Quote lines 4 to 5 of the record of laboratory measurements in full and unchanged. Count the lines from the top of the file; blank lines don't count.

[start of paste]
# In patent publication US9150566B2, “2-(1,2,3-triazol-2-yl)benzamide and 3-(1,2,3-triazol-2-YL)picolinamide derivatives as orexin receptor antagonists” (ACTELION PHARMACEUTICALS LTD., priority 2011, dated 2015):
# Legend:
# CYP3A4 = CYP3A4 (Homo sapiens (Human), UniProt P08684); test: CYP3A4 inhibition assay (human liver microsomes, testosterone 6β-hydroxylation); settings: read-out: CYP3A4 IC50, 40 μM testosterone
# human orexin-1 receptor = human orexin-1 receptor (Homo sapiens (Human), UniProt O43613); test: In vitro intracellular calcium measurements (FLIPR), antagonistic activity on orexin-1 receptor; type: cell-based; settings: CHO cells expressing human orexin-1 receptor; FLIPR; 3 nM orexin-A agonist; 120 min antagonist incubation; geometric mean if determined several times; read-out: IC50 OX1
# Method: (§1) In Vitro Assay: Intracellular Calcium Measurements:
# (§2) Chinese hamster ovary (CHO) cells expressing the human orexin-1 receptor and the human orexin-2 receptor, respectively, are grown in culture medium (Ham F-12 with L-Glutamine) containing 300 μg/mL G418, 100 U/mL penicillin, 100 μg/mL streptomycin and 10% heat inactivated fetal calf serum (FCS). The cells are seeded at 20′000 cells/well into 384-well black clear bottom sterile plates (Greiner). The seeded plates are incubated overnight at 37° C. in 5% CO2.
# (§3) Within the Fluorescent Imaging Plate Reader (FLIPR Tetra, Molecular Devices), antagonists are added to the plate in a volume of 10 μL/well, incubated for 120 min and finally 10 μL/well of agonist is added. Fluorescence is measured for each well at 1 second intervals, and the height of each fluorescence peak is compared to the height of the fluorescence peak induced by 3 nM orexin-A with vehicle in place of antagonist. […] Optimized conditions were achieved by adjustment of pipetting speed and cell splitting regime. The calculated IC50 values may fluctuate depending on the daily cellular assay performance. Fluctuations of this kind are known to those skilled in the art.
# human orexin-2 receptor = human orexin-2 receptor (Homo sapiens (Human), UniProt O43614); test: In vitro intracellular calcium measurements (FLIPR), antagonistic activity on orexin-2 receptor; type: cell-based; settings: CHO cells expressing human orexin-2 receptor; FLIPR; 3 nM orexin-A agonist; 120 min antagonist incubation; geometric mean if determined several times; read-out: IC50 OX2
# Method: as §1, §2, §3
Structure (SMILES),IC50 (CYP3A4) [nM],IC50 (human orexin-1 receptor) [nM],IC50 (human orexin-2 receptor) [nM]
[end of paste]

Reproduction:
# human orexin-1 receptor = human orexin-1 receptor (Homo sapiens (Human), UniProt O43613); test: In vitro intracellular calcium measurements (FLIPR), antagonistic activity on orexin-1 receptor; type: cell-based; settings: CHO cells expressing human orexin-1 receptor; FLIPR; 3 nM orexin-A agonist; 120 min antagonist incubation; geometric mean if determined several times; read-out: IC50 OX1
# Method: (§1) In Vitro Assay: Intracellular Calcium Measurements: